A new book explores the science and economics of processed foods—why they are so common, how they affect the body, and how the business of food is contributing to a dangerously unhealthy culture.
The modern economy has created a marvel of abundance. Food has never been cheaper, more plentiful, or more widely available—global poverty and starvation decline yearly. Unfortunately, the process necessary to create this abundance has resulted in a decline in the quality of food that has contributed to unhealthy lifestyles and an obesity crisis.
Ultra-processed foods (UPFs) are cheaply produced foods that contain unhealthy, unnatural, or addictive substances and chemicals. Unfortunately, most off-the-shelf food now qualifies as UPF due to its widespread availability and affordability. These foods are largely tied to diet-related diseases and can make it nearly impossible to lose weight on a diet.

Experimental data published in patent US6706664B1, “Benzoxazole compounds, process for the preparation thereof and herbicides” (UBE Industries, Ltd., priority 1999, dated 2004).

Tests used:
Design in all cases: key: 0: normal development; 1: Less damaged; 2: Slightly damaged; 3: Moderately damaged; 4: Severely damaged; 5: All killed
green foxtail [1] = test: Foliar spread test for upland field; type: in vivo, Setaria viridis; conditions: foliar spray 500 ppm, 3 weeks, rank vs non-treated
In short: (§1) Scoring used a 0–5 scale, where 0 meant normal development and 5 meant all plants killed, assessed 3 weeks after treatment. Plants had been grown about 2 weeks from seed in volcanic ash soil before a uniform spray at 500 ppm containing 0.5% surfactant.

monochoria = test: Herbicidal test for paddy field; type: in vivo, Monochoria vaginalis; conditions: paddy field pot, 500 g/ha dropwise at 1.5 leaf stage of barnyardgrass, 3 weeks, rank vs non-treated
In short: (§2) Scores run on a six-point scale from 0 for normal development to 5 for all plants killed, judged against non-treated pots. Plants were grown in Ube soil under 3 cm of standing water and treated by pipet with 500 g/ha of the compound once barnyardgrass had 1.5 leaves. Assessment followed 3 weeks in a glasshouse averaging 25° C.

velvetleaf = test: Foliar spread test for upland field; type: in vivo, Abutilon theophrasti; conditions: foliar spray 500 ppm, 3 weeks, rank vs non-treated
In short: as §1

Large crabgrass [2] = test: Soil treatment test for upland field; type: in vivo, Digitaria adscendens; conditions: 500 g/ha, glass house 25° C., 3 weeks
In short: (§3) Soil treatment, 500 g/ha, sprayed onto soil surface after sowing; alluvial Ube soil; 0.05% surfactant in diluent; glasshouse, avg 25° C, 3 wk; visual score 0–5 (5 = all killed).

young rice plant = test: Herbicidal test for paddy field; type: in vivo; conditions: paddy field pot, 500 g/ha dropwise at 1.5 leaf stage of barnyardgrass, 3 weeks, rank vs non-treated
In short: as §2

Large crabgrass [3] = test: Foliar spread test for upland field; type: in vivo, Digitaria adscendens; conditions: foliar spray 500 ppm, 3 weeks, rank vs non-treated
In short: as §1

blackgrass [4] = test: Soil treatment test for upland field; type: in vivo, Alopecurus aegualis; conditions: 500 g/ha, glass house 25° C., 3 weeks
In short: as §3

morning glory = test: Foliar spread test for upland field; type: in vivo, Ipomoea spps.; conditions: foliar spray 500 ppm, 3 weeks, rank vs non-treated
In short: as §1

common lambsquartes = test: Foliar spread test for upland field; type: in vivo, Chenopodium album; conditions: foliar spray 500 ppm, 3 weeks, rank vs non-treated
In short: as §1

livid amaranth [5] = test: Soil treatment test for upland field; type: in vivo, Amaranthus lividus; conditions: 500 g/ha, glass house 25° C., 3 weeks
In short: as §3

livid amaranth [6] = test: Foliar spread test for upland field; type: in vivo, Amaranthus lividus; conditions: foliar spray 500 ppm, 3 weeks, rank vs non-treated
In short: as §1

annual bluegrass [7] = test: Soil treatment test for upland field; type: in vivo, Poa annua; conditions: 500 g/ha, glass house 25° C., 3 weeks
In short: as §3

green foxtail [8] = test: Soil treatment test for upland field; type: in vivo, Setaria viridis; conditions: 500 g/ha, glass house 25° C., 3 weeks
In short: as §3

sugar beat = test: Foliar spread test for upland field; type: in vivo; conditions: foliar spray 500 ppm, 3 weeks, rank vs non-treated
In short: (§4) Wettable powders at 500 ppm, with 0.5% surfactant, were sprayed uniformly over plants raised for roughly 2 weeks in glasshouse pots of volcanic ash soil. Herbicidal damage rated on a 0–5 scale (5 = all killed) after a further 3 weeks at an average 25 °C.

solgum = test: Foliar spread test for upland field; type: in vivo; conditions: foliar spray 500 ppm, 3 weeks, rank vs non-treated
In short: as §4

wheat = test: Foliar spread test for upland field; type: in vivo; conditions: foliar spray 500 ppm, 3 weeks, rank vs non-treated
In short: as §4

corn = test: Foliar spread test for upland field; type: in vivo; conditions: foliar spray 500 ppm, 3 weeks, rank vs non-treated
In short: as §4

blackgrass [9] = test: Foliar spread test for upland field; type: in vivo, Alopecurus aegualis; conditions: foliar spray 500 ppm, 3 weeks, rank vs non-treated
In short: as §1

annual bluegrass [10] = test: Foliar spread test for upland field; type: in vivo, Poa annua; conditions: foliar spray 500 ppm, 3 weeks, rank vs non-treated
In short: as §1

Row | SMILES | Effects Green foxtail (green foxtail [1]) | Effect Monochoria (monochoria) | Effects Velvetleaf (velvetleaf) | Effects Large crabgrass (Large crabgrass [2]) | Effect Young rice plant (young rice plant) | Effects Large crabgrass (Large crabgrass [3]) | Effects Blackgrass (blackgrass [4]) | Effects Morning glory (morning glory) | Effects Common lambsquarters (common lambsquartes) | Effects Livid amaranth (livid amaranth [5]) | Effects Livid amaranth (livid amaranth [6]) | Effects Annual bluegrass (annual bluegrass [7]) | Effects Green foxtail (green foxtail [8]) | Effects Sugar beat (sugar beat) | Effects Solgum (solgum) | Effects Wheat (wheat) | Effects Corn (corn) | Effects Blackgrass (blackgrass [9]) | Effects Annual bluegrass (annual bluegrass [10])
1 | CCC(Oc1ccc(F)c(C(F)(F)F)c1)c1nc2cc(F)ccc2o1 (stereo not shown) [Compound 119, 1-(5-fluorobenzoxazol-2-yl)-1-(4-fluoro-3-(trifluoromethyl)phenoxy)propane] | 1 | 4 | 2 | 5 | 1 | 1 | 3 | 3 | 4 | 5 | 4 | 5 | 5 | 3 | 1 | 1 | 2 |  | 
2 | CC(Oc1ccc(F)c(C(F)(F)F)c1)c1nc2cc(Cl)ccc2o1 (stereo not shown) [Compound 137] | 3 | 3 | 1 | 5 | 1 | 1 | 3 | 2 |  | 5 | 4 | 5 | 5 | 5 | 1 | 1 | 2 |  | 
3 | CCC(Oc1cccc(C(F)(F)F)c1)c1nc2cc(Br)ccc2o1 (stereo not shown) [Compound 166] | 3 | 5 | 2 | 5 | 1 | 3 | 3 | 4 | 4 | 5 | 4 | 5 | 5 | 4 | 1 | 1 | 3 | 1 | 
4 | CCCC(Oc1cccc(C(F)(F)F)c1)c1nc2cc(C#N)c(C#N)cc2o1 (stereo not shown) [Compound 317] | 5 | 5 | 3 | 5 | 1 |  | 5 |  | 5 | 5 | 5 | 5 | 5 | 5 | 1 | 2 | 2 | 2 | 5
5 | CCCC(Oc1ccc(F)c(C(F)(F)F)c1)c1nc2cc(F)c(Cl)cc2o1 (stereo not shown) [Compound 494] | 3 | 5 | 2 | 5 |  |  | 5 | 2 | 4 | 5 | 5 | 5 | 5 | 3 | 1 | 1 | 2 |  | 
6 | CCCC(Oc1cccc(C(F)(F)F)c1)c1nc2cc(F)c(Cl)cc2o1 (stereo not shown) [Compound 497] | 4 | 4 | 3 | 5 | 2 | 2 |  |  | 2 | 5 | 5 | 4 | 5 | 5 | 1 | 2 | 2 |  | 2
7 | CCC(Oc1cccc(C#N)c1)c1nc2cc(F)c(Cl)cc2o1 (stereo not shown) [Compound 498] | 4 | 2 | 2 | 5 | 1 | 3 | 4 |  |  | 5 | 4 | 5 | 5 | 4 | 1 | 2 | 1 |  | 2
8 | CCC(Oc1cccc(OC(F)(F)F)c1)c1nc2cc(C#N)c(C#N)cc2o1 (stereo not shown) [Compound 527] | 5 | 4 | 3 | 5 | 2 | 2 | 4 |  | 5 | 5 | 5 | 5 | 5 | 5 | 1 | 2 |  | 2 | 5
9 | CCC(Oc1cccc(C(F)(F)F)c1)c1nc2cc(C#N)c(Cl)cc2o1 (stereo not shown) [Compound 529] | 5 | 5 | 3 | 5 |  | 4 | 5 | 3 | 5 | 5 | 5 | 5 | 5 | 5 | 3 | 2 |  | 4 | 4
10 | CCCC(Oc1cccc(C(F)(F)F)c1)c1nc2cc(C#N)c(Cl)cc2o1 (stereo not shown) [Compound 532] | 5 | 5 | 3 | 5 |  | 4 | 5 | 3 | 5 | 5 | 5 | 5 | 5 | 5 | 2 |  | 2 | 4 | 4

Unfortunately, there is not much political will to address the issues of UPFs due to the economics of food. Large corporations benefit from mass production and actively seek to add ingredients that keep customers addicted to their products—at great cost to the general public and the environment.
Infectious disease expert and commentator Chris Van Tulleken discusses these issues in his new book Ultra-Processed People: The Science Behind the Food That Isn’t Food—where he discusses his month-long experiment with University College London in which he consumed a diet of 80% UPFs and observed the effects on his body under the scrutiny of fellow scientists.
What the Critics Are Saying
“Ultra-Processed People is more than just a great science book: it breaks down a complex issue of cultural, social, economic, and political importance with clarity and sensitivity but without moralizing; it competently evaluates the scientific literature; and it roams the globe in search of answers,” says The Financial Times.
“Tulleken’s critique of UPF turns this mode of evaluation on its head, arguing that rather than the reductionist project of isolating out the ‘good’ and ‘bad’ components of food, we need to shift our focus to the degree of processing, industrial manipulation, and marketing of what we eat,” says The Toronto Star.
Kirkus Reviews calls it “a fact-filled, discouraging attack on the modern diet” and “a painfully eye-opening study of food and health.”